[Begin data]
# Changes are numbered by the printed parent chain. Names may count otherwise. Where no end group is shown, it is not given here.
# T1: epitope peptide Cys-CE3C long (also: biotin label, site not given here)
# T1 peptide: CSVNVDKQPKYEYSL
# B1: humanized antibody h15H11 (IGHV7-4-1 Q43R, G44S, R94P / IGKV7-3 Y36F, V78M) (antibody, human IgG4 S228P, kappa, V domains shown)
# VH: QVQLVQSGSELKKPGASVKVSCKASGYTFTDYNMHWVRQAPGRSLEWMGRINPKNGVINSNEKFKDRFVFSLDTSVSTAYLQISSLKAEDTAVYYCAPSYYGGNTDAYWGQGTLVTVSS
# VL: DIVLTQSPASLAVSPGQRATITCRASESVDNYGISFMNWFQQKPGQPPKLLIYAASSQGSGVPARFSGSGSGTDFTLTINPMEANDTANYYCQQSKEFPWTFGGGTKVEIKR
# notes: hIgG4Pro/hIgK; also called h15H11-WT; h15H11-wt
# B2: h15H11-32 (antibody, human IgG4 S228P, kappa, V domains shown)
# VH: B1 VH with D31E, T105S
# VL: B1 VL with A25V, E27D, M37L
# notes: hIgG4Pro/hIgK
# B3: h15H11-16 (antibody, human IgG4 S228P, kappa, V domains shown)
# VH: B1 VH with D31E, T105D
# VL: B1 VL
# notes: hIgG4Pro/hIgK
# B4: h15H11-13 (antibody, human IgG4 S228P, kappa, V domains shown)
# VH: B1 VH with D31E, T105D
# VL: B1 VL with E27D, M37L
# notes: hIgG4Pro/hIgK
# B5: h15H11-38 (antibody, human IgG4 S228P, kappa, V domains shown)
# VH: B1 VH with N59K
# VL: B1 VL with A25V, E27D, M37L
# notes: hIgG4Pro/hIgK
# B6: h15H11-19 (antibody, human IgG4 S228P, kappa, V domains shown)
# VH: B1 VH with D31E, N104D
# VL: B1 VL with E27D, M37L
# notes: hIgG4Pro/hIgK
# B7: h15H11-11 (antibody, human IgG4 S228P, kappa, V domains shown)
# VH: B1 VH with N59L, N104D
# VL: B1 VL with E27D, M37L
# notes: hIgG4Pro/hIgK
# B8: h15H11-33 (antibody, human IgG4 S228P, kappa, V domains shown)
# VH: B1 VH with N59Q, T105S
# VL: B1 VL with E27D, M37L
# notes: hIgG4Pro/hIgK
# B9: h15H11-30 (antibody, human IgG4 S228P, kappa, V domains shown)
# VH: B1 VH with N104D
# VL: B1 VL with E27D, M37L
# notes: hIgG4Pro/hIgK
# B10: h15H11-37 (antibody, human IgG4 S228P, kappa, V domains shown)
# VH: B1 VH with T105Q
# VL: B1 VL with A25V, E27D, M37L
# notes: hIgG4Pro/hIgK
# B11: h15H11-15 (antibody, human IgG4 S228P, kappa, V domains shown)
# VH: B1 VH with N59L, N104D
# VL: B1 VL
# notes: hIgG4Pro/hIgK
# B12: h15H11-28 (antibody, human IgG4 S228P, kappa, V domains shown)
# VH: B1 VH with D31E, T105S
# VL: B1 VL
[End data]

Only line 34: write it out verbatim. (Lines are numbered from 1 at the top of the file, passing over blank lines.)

# VL: B1 VL with E27D, M37L